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            • #7
              Iím curious on this too. Wonít dropping my rpm by 400 is worth it in gas savings


              Sent from my iPhone using PLT Nautique

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              • #8
                Originally posted by ironj32 View Post
                yea, i talked with Acme as well. it appears the only way to really find out is for me to go out and do some controlled testing. probably will drive each prop at wakeboard speed for about 8-10 minutes (no rider, so no falling or anything). will start each one with a completely full tank, and see how much each needs to refill.
                I do not see how you can get accurate results on 8-10mins only. "topping off tank" each time could yield slightly different results each time and with 8-10mins of run time, ounces will make a difference in outcome.
                I am no expert in this field, but I do not see how running less rpm could not increase your efficiency...but also would think that its not as simple as a calculation between 100-200rpm as I assume that burn would also change depending on the load that is on engine. For instance....running empty at 3300rpm VS full ballasted surfing at 3300rpm? I could be wrong on the direct injection engines.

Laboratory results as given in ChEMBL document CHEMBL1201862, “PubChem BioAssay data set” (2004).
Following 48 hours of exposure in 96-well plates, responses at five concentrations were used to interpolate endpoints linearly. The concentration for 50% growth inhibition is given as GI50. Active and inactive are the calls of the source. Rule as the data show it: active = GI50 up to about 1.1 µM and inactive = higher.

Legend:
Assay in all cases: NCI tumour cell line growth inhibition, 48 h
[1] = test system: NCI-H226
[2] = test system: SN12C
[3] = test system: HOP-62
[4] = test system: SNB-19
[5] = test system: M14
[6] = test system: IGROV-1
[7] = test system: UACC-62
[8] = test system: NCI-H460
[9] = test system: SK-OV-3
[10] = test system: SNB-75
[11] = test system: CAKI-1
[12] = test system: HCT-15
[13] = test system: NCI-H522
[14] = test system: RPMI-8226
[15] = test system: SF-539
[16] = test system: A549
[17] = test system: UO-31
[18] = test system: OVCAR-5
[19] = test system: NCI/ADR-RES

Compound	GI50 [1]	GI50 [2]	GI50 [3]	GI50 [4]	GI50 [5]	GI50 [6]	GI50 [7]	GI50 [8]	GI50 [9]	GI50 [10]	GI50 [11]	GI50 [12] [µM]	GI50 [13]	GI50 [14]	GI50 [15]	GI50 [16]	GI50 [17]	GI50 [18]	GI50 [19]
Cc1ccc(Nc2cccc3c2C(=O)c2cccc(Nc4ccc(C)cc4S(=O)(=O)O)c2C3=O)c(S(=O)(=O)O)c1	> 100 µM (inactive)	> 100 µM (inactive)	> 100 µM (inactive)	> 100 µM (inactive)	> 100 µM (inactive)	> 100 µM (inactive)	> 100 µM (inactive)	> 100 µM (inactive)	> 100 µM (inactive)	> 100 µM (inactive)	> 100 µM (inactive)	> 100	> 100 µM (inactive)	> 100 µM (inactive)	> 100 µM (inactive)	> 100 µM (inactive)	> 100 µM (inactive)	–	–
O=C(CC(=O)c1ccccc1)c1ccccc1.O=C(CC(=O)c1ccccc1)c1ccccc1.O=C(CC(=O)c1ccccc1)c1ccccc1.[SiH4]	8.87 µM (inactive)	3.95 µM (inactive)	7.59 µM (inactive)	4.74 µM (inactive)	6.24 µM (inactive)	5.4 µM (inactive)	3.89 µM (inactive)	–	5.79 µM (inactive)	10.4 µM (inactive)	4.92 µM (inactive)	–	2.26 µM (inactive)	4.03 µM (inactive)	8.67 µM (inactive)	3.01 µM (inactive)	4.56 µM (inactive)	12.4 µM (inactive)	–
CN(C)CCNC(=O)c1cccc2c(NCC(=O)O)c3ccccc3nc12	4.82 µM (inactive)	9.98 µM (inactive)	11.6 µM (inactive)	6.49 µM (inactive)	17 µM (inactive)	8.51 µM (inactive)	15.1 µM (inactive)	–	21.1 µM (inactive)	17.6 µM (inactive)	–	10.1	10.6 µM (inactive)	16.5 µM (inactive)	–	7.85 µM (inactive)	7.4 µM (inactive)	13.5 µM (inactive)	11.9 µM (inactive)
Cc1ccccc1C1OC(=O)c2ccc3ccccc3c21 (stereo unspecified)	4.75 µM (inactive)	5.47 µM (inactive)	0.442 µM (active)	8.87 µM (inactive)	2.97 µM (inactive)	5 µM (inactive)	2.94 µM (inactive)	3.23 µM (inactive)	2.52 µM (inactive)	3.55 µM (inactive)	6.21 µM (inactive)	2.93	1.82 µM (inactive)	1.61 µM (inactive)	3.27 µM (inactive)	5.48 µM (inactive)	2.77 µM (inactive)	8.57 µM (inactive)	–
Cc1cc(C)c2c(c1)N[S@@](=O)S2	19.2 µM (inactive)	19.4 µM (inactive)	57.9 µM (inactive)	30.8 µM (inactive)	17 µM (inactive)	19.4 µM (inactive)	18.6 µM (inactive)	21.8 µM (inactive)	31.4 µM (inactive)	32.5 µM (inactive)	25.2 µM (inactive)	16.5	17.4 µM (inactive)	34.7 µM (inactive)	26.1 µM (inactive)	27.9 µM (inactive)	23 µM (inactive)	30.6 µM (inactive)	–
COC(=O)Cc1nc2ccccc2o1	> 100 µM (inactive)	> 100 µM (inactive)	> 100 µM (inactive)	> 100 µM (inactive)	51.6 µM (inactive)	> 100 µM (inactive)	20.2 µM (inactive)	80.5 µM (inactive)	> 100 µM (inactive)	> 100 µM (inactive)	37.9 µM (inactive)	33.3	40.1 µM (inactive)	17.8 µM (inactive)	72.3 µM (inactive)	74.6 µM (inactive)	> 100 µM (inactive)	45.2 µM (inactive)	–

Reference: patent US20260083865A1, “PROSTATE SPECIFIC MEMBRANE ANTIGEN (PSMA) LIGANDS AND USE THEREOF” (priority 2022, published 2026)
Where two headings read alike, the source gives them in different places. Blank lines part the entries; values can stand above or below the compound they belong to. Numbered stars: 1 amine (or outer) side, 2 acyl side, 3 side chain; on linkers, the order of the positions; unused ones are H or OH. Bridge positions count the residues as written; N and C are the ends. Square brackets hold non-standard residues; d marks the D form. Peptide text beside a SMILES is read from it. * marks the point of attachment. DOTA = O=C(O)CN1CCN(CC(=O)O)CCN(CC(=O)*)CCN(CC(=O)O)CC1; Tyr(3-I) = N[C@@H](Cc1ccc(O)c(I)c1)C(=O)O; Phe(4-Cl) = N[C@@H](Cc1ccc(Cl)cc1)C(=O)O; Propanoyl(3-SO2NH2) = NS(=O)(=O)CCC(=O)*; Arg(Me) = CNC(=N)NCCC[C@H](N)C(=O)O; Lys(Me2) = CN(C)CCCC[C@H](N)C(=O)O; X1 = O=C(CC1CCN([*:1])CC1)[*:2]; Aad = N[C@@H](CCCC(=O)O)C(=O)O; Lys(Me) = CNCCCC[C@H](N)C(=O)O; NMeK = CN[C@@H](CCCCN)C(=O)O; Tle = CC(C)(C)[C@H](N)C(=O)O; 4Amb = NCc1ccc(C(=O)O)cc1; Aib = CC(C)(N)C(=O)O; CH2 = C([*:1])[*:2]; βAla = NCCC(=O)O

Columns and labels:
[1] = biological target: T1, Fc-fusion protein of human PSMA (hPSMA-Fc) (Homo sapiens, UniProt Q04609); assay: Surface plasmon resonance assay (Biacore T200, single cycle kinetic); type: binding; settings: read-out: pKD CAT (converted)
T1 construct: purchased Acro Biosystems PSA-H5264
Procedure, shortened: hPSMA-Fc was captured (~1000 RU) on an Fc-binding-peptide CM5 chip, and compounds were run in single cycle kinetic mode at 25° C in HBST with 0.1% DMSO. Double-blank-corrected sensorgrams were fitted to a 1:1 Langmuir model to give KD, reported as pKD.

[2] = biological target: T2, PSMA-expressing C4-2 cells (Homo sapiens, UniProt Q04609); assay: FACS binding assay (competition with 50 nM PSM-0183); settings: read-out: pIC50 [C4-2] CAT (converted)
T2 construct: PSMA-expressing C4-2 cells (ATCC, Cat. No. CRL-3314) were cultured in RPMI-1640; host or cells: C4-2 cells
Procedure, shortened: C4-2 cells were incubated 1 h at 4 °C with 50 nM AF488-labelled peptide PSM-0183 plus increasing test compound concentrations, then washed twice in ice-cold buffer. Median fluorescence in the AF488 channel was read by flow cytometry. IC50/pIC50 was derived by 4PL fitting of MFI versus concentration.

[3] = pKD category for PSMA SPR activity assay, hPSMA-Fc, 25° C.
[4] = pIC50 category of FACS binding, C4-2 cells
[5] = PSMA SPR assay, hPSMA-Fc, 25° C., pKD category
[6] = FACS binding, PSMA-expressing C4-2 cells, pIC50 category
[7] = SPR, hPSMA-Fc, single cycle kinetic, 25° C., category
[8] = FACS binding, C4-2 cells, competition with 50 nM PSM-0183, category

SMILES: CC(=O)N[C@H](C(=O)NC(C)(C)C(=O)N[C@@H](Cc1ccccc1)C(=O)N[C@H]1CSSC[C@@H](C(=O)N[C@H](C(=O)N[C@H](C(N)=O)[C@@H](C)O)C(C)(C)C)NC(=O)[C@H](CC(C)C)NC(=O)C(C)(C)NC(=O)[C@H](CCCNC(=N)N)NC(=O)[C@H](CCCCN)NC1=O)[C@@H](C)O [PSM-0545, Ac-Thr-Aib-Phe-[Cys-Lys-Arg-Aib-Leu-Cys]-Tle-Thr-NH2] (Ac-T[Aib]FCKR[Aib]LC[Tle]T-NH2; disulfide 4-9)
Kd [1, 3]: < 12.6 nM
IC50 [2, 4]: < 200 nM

Certainly would like to hear what you find out! BTW, There is an diagnostic port in engine area (wire harness)....don't know exactly where it is, but have seen one hooked up to a G23 and know its there.

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                • #9
                  from what i've been reading from other posts, it should burn the same amount fuel at 4000 of rpm with a "light" load as 4000 with a "heavy" load. also, it sounds like the engines are more efficient when running closer to the rpm that produces max hp - meaning if max hp is achieved at 4000 rpm, fuel efficiency should be better running 4100 rpm vs 3500 rpm (these are completely random numbers, by the way). that at least seems to be the case with the H6. there hasn't been much discussion on the XR7, so I'm going to try to see what's what with that engine.

                  10 minutes might not be enough to get super accurate info, but I'm pretty sure I'll burn around 4-5 gallons of fuel in 10 min, which would be enough for my analysis (15-20 minutes would definitely be more accurate, but driving for 20 minutes up/down the lake, with no one behind the boat would just feel awkward, lol)...so if there is a difference of 1/2 gallon, that would mean that there would be a 1 gallon difference per 20 minute set (if that was the case, i'd rather have a prop that gets me out of the hole quicker.
                  2018 SAN G23 XR550
                  2015 SAN G23 XR550
                  2014 SAN G23 XR550
                  2013 SAN G23 XS550
                  2013 SAN G23 ZR450
                  2011 SAN 230
                  2010 SAN 230
                  2000 XStar